Taking Notes
If I don’t take notes when reading or listening, I tend to forget most of the content. The act of taking notes forces my brain to scan for takeaways and I tend to pay better attention and retain more information. The notes can also be repurposed as useful Tweets. One app that I use frequently for note taking is Evernote because I can access my notes from multiple devices and can take photo notes like a great magazine ad that can be added to my swipe file.

Favorite Tablet Apps:

Kindle App – my favorite application for reading digital books.

Stitcher – this app allows you to stream your favorite marketing podcasts on demand.

TweetDeck – great for viewing your Twitter lists in separate columns.

Evernote – great for saving photos that can be used for inspiration or for examples on your blog.

Are there any tasks you find tablets particularly useful for? Please share them in the comments.

Creative Commons Photo by Houang Stephane

Full disclosure: Staples provided me with this Google tablet. The words opinions express in this review are strictly my own. To see the full line of tablets visit Staples.com.

Make the Most Out of Your Business WordPress Site

We all know having a website for your business is crucial if you’re going to stay relevant to your customers. Unfortunately, a lot of small business websites are less than stellar. I would argue that having a bad site can be even more damaging than not having a site at all, because a site with bad content and terrible design can project a negative image of your business. For business owners, setting up a website might seem daunting, but it doesn’t have to be.

WordPress is one of several services that makes setting up a website for your business completely doable. WordPress has tons of tools and resources available to get your site going, but it can be confusing to navigate the myriad of features if you aren’t familiar with them. We’ve compiled a series of steps to get you started on your business’ WordPress site. For more WordPress help, refer to the guide below, created by Simply Business.


Click image to open interactive version (via Simply Business).

Decide on Your Domain Name
Your domain name is the name of your website (i.e. smithwidgets.com). Selecting a domain name can be very straight forward, but there are several tips you need to take into consideration:

  • Brainstorm keywords: Think of keywords people might use in their searches to find your business. Will people be looking for “local widgets,” or “high quality widgets”? Brainstorming a list of several keywords can help you get a list of possible words for your domain name going.
  • Keep it unique: If you’ve come up with several possible domain names, do a thorough Google search for those domain names. If they already exist, come up with something different. You don’t want to have a domain name that’s similar to another site, as that will likely cause a lot of confusion.
  • Keep it simple: Your site will be much more successful if your domain name is short, simple, and easy to remember. Keep all words relevant to your purpose, and change any longer words. Your site will likely be spread by word-of-mouth much more often if your name is easy to remember and simple.

Hosting
Don’t let the technicalities of hosting scare you off; it’s actually easier than it sounds. A web hosting service allows your website to be available online. There are several types of web hosts available: free, shared, VPS, dedicated servers, and managed WordPress hosting. The hosting service you choose will be based on your needs, and there are plenty of resources that can help you evaluate your website needs.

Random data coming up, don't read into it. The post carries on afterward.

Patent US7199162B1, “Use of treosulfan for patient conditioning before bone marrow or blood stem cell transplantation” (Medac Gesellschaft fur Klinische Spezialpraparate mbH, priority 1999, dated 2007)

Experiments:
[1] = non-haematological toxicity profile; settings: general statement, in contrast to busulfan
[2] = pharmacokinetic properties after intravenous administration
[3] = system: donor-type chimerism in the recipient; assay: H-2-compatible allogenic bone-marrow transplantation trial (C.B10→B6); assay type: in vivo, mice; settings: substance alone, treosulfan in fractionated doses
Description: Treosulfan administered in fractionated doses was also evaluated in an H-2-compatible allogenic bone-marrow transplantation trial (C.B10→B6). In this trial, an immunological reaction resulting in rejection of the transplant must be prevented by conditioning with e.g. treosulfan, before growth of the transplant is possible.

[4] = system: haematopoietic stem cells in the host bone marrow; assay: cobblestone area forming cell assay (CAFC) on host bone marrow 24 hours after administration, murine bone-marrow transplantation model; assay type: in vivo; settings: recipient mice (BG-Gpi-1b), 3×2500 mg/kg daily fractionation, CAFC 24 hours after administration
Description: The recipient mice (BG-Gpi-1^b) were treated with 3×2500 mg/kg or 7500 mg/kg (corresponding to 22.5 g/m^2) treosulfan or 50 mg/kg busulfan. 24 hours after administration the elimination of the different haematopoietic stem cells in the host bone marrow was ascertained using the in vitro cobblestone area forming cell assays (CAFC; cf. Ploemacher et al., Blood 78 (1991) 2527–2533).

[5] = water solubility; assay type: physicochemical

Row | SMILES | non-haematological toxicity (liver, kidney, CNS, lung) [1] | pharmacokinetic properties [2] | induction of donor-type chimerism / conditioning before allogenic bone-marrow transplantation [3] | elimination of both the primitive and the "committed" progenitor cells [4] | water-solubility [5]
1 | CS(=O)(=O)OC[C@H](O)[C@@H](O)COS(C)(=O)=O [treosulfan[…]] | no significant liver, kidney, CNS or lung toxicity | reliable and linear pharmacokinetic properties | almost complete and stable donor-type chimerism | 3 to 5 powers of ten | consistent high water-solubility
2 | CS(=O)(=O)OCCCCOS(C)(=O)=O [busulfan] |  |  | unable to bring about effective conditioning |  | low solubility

WordPress recommends three hosting services, all of which would be a great starting point for WordPress beginners.

  • Bluehost offers unlimited disk storage, unlimited monthly data transfer, unlimited domains on one account, one free domain name, control panel, SimpleScripts, and mirrored storage backups.
  • Dreamhost offers WordPress 1-click install, auto-updates, unlimited hosted domains, a free domain name, unlimited disk space, bandwidth, MySQL databases, and email addresses.
  • Laughing Squid is a smaller, local service that focuses on small business and quality service.

Learning Plugins
There are literally thousands of WordPress plugins that you can use to extend the usability of your site. Plugins provide extra “features,” like Google maps, social share buttons, search bar, contact forms, or a calculator. Obviously you don’t need the majority of plugins that are out there, but there are plugins specific for business websites that can help you and your customers make the most out of your site.

You can install your plugin from your admin panel within WordPress, under the “appearance” bar. You can simply search for your plugin, and click “activate.” Plugins are great features, but don’t get carried away by using too many. Install the ones you believe will benefit you and your customers most, but pass on ones you won’t use.

Some recommended WordPress plugins:

  • All in One SEO Pack: This plugin makes it really easy to customize your title tags and meta descriptions for the pages on your WordPress site so they are better optimized for search engines.
  • Tweet & Like: This is one of the many plugins available to help you add buttons on your site to make it easy for people to Facebook Like, Tweet, or +1 a page on your site.
  • Top 10 – Popular Posts: Tracks visits to each post and shows your most popular posts in the sidebar.